Princeton music teacher inducted into Steinway Teacher Hall of Fame

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John Perry, a local piano teacher from Princeton, has been inducted into the Steinway & Sons Teacher Hall of Fame.PHOTO COURTESY OF STEINWAY & SONS
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John Perry, a local piano teacher from Princeton, has been inducted into the Steinway & Sons Teacher Hall of Fame.PHOTO COURTESY OF STEINWAY & SONS
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At the age of 6, John Perry sat down at the piano in his grandmother’s house. He said he had a good ear, so he was able to play Christmas carols. The melodies of “Joy To the World” and “It Came Upon a Midnight Clear,” which the young boy heard on the radio at the time, came ringing through his fingertips.

He considered playing piano or conducting as a career very early on as a child. When he was a teenager, he said, he realized there are many more good pianos out there than good orchestras.

“So I decided it was a better bet,” he laughed.

Eighty years later, Perry, now 86, has been inducted into the Steinway & Sons Teacher Hall of Fame.

“This is probably just the reward of many years of very great devotion to doing what I do,” Perry said. “When you love something and are devoted to it, you don’t think about the results, you think about the passion.”

Perry moved to Princeton five years ago when he was offered a position at Rutgers University in New Brunswick. He said it is good to be on the East Coast, right between New York and Philadelphia.

Perry originally hails from Minnesota. He met his wife Mina, who is from northern Japan, in Germany. She is also a pianist and they both taught private students together.

They lived in California for many decades.

“We are very, very happy to be in this community,” Perry said, noting that he established the John Perry Academy of Music in California, and hopes to open a center in Princeton soon.

“Preserving our vast, wonderful heritage in Western music has always motivated me to share, teach, give,” he said.

Perry has taught master classes and performed recitals in Canada, Poland, Germany, Italy, England, France, Japan, Korea, Australia, China and Taiwan – yet says his favorite country is still the United States.

And although prior to the coronavirus pandemic he would travel every two weeks, accumulating about 150,000 miles each year, Perry said once he can travel again, he intends to keep his home base in Princeton.

“I’m very, very happy for the honor. I am well known internationally as a pianist and teacher and I like to be a supporter of that. It’s nice that people in this area now know I’m here,” he said.

Perry earned his bachelor’s and master’s degrees at the Eastman School of Music where he was a student of Cecile Genhart, according to information provided by Steinway & Sons. During these summers, he worked with Frank Mannheimer.

He spent three years in Vienna, Austria, after receiving his university degrees.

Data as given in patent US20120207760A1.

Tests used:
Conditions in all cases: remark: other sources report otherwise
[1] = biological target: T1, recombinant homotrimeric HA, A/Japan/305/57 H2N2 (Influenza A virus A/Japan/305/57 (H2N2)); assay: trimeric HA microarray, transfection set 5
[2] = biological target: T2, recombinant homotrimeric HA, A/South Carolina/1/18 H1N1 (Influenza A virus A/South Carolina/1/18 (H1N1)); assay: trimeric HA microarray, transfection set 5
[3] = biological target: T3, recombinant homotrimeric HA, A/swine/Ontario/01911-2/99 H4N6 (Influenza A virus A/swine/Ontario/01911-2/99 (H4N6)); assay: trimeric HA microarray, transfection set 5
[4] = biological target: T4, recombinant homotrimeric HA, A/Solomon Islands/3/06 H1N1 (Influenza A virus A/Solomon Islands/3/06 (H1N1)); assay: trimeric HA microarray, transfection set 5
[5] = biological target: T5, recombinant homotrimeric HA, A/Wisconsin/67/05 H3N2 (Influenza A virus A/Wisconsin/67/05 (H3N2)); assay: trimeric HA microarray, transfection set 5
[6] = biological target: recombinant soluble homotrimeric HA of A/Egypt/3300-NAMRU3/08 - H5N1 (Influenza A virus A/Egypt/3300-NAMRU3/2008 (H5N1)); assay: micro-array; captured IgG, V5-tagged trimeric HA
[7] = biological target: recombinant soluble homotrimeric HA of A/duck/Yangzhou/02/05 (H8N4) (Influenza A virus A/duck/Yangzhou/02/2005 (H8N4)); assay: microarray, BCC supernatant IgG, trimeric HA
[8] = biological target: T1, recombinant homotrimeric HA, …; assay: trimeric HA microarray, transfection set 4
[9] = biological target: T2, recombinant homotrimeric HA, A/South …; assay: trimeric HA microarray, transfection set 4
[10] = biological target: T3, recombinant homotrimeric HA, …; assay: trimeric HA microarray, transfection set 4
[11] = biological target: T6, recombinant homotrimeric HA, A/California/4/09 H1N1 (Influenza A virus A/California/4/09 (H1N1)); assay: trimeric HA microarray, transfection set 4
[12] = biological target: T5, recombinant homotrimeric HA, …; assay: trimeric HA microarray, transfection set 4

“Having the opportunity to go back to where the music started, I found it had a profound influence on how I interpreted music, how I heard it, and how I played it,” he said.

Perry has won numerous awards, including the highest prizes in the Busoni and Viotti international piano competitions in Italy, and special honors at the Marguerite Long International Competition in Paris, according to the statement from Steinway.

Since then, he has performed extensively throughout Europe and North America.

Also, a chamber musician, Perry has collaborated with some of the finest instrumentalists in the world.

“Natural talent doesn’t do anything unless you are devoted and work hard,” Perry said.

2021 marks the second class of honorees from Steinway & Sons, following the Hall of Fame’s inaugural class in 2019.

This fall, 44 teachers from the United States and Canada were inducted into the Steinway Teachers Hall of Fame with special events hosted at the historic Steinway factory in New York City. Each teacher inducted into the Hall of Fame was nominated by a Steinway & Sons showroom in the teacher’s home region.

Jacobs Music’s Steinway Selection Center in Princeton is home to the largest selection of new, pre-owned and authentically restored Steinway & Sons pianos on the East Coast.

“Mr. Perry is one of the most revered piano teachers in the world. I refer to him as ‘the teacher’s teacher’ as so many of the country’s top piano instructors, including Princeton’s own Ms. Ingrid Clarfield, studied with John. His career spans decades, but his legacy will last for generations through the many students he has mentored,” said Robert Rinaldi, who nominated Perry.

“The respect Mr. Perry receives from his peers is extraordinary. Even at the Steinway & Sons Hall of Fame Induction Ceremony nearly every other Hall of Fame teacher wanted to greet and take a photograph with Mr. Perry. Nearly every one studied with John, participated in one of his master classes or have vivid recollections of one of his performances.

“His accolades are astonishing and his record is exemplary. The Princeton area and Rutgers University are very lucky to have Mr. John Perry in our community. John’s wife Mina is also a very good teacher and an extraordinary performer,” Rinaldi said.

The teachers’ names are now displayed on a commemorative display wall inside the iconic factory.

“Music education has been a cornerstone of our historic company since the late 1800s and today is no different,” Gavin English, president of Steinway & Sons Americas, said in the statement.

“We are very proud to work with the talented music educators inducted this fall into the Steinway & Sons Teacher Hall of Fame. These teachers foster passion, creativity and discipline in the next generation of piano artists. Their work deserves the highest praise,” English said.

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